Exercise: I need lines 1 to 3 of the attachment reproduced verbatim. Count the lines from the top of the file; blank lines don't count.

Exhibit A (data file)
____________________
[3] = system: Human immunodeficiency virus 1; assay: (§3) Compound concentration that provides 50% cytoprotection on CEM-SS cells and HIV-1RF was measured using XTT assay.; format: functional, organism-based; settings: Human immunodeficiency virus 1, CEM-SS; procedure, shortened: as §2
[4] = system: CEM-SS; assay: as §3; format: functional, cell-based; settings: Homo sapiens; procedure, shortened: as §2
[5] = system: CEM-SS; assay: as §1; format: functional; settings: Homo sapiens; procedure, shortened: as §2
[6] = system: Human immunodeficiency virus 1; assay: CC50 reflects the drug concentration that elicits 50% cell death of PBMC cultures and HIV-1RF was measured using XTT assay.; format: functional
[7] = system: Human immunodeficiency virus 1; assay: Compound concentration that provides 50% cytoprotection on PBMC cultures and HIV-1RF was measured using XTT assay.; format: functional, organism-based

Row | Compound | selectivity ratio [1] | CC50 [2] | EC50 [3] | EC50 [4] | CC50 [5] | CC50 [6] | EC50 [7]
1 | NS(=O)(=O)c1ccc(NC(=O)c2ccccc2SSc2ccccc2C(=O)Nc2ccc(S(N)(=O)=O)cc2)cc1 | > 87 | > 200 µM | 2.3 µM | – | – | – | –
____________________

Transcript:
[3] = system: Human immunodeficiency virus 1; assay: (§3) Compound concentration that provides 50% cytoprotection on CEM-SS cells and HIV-1RF was measured using XTT assay.; format: functional, organism-based; settings: Human immunodeficiency virus 1, CEM-SS; procedure, shortened: as §2
[4] = system: CEM-SS; assay: as §3; format: functional, cell-based; settings: Homo sapiens; procedure, shortened: as §2
[5] = system: CEM-SS; assay: as §1; format: functional; settings: Homo sapiens; procedure, shortened: as §2